4. Elouisa, I'm so very sorry for your pain. I too have sat by my mother's bedside during her illness, and eventual passing. It was the hardest, saddest, and yet most beautiful thing I have ever done. I understand how you find it hard to see him this way, and there should be no judgment or guilt if you are not able to be with him. It's very hard. You are so young. Your dad will know that you love him. That said, I would encourage you to think about taking this time to sit with your dad, to hold his hand, to talk with him. You will never get this time back. I remember when my grandfather died, my mom said she crawled into bed with him one night when he was in the hospital. I wish that I would have done that with my mom. I dream about laying beside my mom one more time. But, I sat by her side, I tried to memorize the feel of her hands, the color of her eyes, the lines on her face. In the end, she woke and we had the chance to talk with her before she passed. It was hard, but I am so glad we did it. I thought it was such a gift, to be able to be with her as she passed. She brought me into the world, and I was honored to hold her and love her as she left. For school, I will say to you what the counsellor said to me at this same time... You are only at the beginning of this journey. As hard as that is to believe, having spent the past year watching your dads illness progress, you are really only at the beginning of this grief journey. You will learn that you can not run away or distract yourself from your grief. Starting a new school may be good... But you will be surprised at how much time and energy you will need for your grief. Give yourself this time. Be kind to yourself. If it means lightening your load or taking another semester off... Don't feel bad. You have been through a great trauma, and it takes time to heal. Hugs to you. Know that you are not alone. Others have lived this experience and although it's hard, you will be ok. Take the greatest care!
  5. I know the feeling, the feeling of emptiness and the thought that you've lost your sense of direction. It's not fair and sadly, there is no good reason. You will feel sad, angry, and everything else... Before you come to some peace with her passing. I wish you all the best on your journey. God bless you and your mom.
  6. There is much wisdom in what Cindy Jane has posted. The loss of a mother, brings a grief and an emptiness that can not be described. It does not go away, but it does get a little better when we are able to celebrate their lives and the love shared... There are always blessings. Some are not so lucky to have a mother and have such a loving relationship with their mother as you have shared all these years. I know, it's no consolation for the sadness you feel with her loss. But in time, you will come to remember her and the relationship you shared with love and gratitude, not just pain. Take care.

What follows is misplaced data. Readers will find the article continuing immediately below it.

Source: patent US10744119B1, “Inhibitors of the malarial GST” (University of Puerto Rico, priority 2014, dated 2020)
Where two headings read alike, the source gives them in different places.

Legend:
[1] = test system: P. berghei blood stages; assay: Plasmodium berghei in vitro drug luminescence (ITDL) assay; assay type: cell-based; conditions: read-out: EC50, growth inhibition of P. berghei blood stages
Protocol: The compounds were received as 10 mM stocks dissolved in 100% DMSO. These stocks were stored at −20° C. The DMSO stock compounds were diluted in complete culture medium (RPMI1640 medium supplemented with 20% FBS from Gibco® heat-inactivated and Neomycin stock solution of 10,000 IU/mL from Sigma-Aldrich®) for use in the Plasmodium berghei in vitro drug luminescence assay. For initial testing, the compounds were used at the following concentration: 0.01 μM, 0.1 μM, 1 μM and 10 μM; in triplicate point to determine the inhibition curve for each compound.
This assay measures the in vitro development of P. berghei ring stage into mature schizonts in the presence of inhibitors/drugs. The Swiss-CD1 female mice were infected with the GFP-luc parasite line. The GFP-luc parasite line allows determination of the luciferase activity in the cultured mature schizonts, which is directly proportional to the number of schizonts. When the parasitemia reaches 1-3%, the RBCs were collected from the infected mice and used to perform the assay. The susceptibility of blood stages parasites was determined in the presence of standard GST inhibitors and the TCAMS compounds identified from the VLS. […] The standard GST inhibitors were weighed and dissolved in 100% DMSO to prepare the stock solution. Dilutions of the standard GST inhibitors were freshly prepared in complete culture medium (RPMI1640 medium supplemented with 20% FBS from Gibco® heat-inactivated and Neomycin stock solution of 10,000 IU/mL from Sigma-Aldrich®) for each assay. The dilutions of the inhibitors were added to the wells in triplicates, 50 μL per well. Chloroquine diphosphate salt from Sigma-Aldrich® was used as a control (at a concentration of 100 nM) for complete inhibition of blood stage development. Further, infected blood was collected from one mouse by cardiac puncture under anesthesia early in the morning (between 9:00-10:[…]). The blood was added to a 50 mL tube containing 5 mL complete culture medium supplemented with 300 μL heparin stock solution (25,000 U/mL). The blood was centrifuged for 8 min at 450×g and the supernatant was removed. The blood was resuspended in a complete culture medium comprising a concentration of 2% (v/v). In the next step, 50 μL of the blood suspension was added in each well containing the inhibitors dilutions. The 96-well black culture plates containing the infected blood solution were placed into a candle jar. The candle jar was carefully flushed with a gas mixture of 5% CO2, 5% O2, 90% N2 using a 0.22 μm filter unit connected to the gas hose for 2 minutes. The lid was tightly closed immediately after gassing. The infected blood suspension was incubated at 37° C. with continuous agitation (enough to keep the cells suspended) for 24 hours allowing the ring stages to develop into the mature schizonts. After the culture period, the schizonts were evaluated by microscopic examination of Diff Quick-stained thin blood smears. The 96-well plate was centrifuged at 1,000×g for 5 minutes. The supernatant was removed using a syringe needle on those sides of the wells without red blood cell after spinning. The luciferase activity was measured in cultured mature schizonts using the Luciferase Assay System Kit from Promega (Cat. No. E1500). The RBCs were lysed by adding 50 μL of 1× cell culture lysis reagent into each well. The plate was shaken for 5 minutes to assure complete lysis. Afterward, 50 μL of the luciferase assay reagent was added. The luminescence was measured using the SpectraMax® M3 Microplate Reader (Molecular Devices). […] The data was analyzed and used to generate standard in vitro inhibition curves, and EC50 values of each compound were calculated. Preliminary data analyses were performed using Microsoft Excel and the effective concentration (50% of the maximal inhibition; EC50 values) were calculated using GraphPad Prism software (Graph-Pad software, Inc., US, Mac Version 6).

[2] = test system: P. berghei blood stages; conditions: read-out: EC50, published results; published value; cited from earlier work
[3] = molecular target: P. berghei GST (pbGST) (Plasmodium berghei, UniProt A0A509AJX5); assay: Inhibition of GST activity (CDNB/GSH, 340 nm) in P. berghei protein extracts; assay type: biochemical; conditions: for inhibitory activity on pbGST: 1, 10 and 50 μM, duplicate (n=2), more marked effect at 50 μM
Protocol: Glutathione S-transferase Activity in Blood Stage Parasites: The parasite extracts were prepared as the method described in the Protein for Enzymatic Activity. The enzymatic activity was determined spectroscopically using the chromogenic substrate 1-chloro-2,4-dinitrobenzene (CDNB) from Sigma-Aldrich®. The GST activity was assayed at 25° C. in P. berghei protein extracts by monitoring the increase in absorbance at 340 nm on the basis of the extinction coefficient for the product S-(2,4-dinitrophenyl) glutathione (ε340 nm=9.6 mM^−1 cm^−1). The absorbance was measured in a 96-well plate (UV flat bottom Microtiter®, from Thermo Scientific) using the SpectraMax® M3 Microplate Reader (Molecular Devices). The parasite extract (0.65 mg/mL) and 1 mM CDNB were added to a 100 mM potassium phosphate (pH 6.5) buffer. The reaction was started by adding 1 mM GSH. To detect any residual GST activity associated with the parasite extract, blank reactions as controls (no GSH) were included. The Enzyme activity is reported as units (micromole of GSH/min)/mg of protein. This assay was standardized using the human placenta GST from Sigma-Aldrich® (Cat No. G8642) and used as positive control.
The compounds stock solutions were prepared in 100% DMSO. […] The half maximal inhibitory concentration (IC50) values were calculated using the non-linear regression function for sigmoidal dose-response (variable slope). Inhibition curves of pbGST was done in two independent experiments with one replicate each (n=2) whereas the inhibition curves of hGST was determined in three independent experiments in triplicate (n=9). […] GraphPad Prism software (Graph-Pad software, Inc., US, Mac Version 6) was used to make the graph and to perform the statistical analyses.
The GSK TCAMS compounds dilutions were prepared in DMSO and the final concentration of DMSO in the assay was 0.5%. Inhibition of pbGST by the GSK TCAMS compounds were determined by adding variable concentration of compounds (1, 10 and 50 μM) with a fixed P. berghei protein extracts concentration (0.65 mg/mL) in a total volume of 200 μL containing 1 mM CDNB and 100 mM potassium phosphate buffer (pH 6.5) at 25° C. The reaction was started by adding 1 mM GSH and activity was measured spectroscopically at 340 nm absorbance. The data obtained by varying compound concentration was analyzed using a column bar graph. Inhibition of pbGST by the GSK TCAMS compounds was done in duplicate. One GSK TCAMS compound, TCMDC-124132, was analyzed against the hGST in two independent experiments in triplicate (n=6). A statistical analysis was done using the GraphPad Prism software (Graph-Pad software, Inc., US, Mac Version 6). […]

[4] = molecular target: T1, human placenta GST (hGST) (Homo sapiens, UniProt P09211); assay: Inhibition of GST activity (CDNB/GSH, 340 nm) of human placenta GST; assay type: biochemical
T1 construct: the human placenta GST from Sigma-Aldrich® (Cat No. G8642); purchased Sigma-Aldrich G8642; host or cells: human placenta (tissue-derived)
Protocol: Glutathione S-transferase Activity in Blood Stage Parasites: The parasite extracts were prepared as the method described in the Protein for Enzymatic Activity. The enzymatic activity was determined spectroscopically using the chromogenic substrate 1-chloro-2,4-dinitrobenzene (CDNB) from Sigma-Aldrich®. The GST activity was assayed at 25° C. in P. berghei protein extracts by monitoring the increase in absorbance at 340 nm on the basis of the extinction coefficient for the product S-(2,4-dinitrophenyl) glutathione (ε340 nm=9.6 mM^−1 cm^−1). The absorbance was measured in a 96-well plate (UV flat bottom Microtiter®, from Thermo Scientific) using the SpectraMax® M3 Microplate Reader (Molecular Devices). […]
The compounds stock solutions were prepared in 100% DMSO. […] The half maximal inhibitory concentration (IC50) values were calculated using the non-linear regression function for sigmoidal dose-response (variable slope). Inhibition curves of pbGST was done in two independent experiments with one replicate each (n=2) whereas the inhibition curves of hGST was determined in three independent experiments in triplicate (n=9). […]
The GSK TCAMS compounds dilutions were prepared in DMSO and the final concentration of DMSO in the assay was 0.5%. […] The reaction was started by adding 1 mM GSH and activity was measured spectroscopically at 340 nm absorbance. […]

7. Thank you for sharing. I too had the chance to say goodbye. Like your father, my mother had "a good death." As if we could all be so lucky as to get to the end of our lives and know that we have lived a good life, with no regrets. It makes a big difference. There is still sadness and grief with their passing... But there is also some peace. All the best to you!
  8. My Mom

    I'm so sorry for your loss. It was sudden, unexpected, and very recent. I think it's only reasonable that you would be a bundle of thoughts and emotions... Especially with the pregnancy hormones. I'm glad you made an appointment to see a counsellor. At this point, you should really be focusing on self care. Be aware that the full experience of this loss - the grief - will be revealed to you over time. You are still very much in shock after the loss. You may find that counsellor will be more helpful at a later time... If it doesn't help now, don't give up on it! I would expect that your thoughts and feeling will change with time, as you move through your grief on this journey. I write primarily because I too work with children and families who deal with great challenges. It may be wise to take some time off if you can... You may be 28 and under normal circumstances you should be at work and saving time for your mat leave... But your mom just died. Your mom just died... I took several weeks off after my mom passed and I used that time to do the things that I needed to do for myself. I used to joke with people that I was only going to do the things that I wanted to do:). I spent a lot of time with my family. When I went back to work, it was nice to have some routine but I had a very difficult time dealing with some people. For example, someone would be upset about something insignificant (probably important to them but rather stupid to me) and I would think about something Stevie Nicks said in an interview after the death of her mother "You think this is a problem? My mom died. That is my only problem right now!" I went back to work very slowly, and it took quite some time before I felt like I was really productive again and had the physical - but more importantly - emotional energy - to be helpful. In order to really do our jobs, we have to healthy. You know this:). Things happen. There are times in life when we all struggle with something. That's just what happens in this life. It happens to everyone at some time or another. Be aware of that and allow yourself the time to feel it. You can't "move on" until you feel it. The best thing you can do for yourself and your clients... Give yourself time, be kind to yourself, and know that it will get better with time. But, please be sure to do what you need to do to take care of yourself... Not just everyone else!